Fines and penalties issued to Mayo farmer for vegetation destruction during the bird nesting season
Date Released: Monday, October 18, 2021
A Mayo farmer has been fined €4,000 and received a 20% penalty to his farm payments for the destruction of vegetation during bird nesting season.
At the September 10th sitting of Ballina District Court, Mr. Alan Heaney, Killasser, Swinford, Co. Mayo entered a plea via his solicitor, Paul Cunney, Callan Tansey Solicitors, to two offences under the Wildlife Acts. The charges related to Section 40 of the Wildlife Acts, the destruction of vegetation on lands not then cultivated during the statutory bird nesting season and Section 69 relating to procuring the commissioning of an offence under the Acts.
The case was taken by the National Parks and Wildlife Service (NPWS) of the Department of Housing, Local Government and Heritage and prosecuted by Brendan McDonagh BL under instruction form Vincent Deane, State solicitor for County Mayo.
Conservation Ranger Irene O’Brien, NPWS outlined the facts of the case to Judge Fiona Lydon. Conservation Rangers Irene O’Brien and Hazel Doyle visited lands owned by Mr Heaney on May 01st 2020 at Creggagh, Foxford, Co. Mayo. An excavator was witnessed actively grubbing out and completely removing trees and scrub. There were numerous piles of freshly removed vegetation over an area of approximately 1.9 acres.
The machine operator admitted carrying out the works for the landowner, Mr. Heaney who was subsequently interviewed and admitted he had commissioned the works but was not aware of the requirements of Section 40.
CR O’Brien outlined to the court the requirements of Section 40 where it is an offence to remove vegetation on lands not then cultivated or from any hedge or ditch during the bird nesting period that runs from March 01st until August 31st every year and the importance of these habitats to Irelands bird species. These works were deemed not to be derogated for under Section 40 and did not come within the ‘ordinary course of Agriculture’ defence and were done at the height of the bird nesting season.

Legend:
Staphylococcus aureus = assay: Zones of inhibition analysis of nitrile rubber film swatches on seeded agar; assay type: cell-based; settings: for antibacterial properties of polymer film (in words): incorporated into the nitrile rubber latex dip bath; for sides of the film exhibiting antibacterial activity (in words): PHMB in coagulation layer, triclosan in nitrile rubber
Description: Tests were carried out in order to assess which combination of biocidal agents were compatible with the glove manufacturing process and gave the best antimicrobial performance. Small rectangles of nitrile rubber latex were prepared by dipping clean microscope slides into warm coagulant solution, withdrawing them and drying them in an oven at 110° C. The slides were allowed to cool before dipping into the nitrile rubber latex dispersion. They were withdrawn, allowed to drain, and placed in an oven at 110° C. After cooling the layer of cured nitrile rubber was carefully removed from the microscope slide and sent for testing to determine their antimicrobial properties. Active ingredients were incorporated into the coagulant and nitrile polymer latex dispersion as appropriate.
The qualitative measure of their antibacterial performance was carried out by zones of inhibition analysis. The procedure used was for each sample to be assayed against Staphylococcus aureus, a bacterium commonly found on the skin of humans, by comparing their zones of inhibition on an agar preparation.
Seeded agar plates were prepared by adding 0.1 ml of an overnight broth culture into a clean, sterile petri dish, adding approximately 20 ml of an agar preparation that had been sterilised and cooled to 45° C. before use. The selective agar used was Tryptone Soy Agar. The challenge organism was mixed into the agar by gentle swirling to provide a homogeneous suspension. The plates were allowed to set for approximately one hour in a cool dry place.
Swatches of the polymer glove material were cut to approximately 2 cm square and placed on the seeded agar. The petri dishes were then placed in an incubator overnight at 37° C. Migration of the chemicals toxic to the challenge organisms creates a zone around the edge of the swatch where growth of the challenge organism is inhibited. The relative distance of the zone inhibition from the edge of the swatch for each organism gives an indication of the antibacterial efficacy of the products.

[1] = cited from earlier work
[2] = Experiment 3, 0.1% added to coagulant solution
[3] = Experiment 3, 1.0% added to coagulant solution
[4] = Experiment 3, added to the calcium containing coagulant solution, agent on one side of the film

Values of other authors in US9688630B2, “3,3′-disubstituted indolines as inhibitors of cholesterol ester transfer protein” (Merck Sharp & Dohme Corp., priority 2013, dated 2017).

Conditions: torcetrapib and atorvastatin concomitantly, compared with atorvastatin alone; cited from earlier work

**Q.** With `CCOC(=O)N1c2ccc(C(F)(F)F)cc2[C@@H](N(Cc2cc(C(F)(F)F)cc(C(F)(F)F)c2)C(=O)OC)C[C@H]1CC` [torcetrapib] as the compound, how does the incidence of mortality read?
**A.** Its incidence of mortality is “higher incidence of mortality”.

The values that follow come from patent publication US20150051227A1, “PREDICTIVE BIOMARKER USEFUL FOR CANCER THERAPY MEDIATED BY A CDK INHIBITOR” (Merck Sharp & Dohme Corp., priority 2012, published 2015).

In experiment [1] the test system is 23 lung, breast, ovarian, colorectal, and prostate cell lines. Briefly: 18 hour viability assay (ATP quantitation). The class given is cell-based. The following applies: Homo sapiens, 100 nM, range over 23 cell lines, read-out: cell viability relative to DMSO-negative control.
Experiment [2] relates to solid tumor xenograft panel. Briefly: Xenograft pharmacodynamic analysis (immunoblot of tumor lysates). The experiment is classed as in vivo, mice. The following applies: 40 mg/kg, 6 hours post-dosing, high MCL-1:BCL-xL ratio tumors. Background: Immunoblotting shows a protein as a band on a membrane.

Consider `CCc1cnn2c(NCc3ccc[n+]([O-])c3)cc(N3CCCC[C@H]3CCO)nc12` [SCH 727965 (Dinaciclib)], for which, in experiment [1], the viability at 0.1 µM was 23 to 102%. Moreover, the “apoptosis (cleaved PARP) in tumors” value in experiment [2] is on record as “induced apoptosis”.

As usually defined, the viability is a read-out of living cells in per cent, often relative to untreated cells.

Ireland’s hedgerows, woodlands and scrub are critically important areas for nesting and foraging birds and for biodiversity in general. Whilst Section 40 of the Wildlife Acts prohibits removal of vegetation during nesting season if not derogated, the complete removal of hedgerows at any time of the year is also strictly governed by Cross compliance with EU Basic Payment Scheme rules. The majority of farmed lands in Ireland come under Basic Payment Scheme requirements where landscape features such as hedgerows, lines of trees and drains/ditches are protected and have to be retained. Any other removal of scrub has to comply with the Statutory Management Requirements for the Conservation of Wild Birds and prohibits the removal of vegetation during the bird nesting season.
The court also heard that Mr Heaney received a 20% penalty to his farm payments following a cross compliance report on the incident submitted to the Department of Agriculture Food and the Marine.
In summing up, Judge Lydon remarked that since the pandemic began, people took a lot of solace and mental well-being from connecting with nature and bird life and that the accused should have been more mindful of his actions and his responsibilities and that we need to ensure the preservation of our natural habitats and woodlands.
She then directed Mr Heaney to pay €4000 to the Native Woodland Trust charity on the Section 40 charge. The case was concluded at the October 12th sitting of Ballina District Court with the fines paid to the nominated charity and the charges struck out.
NPWS have noted an increase in the number of reports of the complete removal of hedgerows and vegetation on lands not cultivated during the statutory bird nesting season. These are predominantly done for agricultural improvement reasons. NPWS are committed to investigating fully where this is happening due to the implications for such actions for nesting birds and biodiversity. There are a number of Section 40 cases before the courts nationally and NPWS would appeal to landowners to be fully aware of their legal responsibilities in terms of Section 40 of the Wildlife Acts and also any requirements under EU Basic Payment Scheme Rules and Cross Compliance where this applies.